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Turkey may dispatch troops to Syria if necessary: Davutoglu

Turkish Prime Minister Ahmet Davutoglu (AFP)

Turkish Prime Minister Ahmet Davutoglu said Wednesday Ankara is ready to dispatch ground troops to Syria "if necessary" as rocket fire from the Daesh-held territories north of the Arab country keeps claiming lives in Turkey.

"We are ready to take all measures that we need, both inside Turkey and outside, to provide for our own security," Davutoglu said, adding, "If it becomes necessary, then we will send the ground forces."

Turkish officials recently claimed that rockets fired from across the border with Syria killed one person in the border town of Kilis. The total death from similar attacks, which the Turkish government blames on the Daesh Takfiri terrorist group, has now risen to 20.

Turkey has responded to the attacks by firing its own rockets. Ankara also contributes to airstrikes by the so-called international coalition which uses the Incirlik base in the south of Turkey for strikes on Daesh. Officials have repeatedly threatened that Turkey could act on its own and send ground troops to Syria, but they have stopped short of doing that.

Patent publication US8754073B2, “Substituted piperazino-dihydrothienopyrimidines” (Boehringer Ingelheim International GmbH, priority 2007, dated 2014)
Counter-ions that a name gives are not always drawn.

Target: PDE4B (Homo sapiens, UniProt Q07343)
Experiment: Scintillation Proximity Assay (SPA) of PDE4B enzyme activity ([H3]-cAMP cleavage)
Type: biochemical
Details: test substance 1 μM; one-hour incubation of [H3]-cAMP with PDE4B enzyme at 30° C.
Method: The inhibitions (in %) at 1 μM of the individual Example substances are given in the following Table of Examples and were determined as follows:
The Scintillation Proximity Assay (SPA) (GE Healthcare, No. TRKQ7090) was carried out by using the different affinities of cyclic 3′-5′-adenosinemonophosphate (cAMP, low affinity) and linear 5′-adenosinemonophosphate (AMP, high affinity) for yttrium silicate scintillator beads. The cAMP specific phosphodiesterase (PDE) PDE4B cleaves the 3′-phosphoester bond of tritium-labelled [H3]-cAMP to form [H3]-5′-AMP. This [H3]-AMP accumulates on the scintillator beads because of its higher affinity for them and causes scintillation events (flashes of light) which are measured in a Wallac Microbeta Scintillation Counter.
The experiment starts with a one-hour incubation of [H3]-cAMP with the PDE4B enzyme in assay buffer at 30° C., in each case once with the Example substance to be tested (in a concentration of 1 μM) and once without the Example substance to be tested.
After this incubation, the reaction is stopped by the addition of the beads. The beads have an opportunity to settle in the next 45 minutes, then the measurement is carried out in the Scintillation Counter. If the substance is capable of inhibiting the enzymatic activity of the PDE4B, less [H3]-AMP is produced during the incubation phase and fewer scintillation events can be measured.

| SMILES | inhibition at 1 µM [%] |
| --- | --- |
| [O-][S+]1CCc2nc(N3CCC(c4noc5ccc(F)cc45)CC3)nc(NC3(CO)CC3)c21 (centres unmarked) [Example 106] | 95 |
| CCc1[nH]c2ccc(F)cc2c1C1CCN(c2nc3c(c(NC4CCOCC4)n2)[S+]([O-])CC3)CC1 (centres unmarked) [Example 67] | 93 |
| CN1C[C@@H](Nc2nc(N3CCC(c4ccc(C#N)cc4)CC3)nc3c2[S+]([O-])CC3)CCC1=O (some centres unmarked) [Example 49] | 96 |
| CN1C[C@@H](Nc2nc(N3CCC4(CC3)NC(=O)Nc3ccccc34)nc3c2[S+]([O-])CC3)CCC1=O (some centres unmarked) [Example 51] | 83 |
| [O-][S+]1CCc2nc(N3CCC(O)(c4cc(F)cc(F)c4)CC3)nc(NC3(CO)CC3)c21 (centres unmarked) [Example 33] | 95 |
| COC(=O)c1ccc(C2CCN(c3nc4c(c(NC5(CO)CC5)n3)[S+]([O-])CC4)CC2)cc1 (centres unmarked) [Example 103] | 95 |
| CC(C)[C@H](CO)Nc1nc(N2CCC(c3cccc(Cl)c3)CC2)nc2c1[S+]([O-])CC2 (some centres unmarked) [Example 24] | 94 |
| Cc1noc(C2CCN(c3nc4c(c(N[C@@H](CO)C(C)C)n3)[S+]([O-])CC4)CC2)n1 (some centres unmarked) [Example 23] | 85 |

“… We still prefer an international consensus. As IS (Daesh) is an issue that concerns the whole world,” said Davutoglu in response to questions whether Turkey could act unilaterally against Daesh.

Allies of Turkey in NATO have repeatedly asked for more engagement by Turkey in their alleged anti-Daesh drive.

Syria, which accuses Turkey of having a major hand in the militancy in the Arab country, has warned in the past that any Turkish boots on the ground in Syria would be regarded as a clear aggression and violation of the Syrian sovereignty.

The Arab country has been gripped by foreign-backed militancy since March 2011. Over 400,000 people have been killed in the conflict, according to De Mistura.

Damascus accuses Saudi Arabia, Turkey and Qatar of funding and arming anti-Syria terrorist groups, including Daesh.

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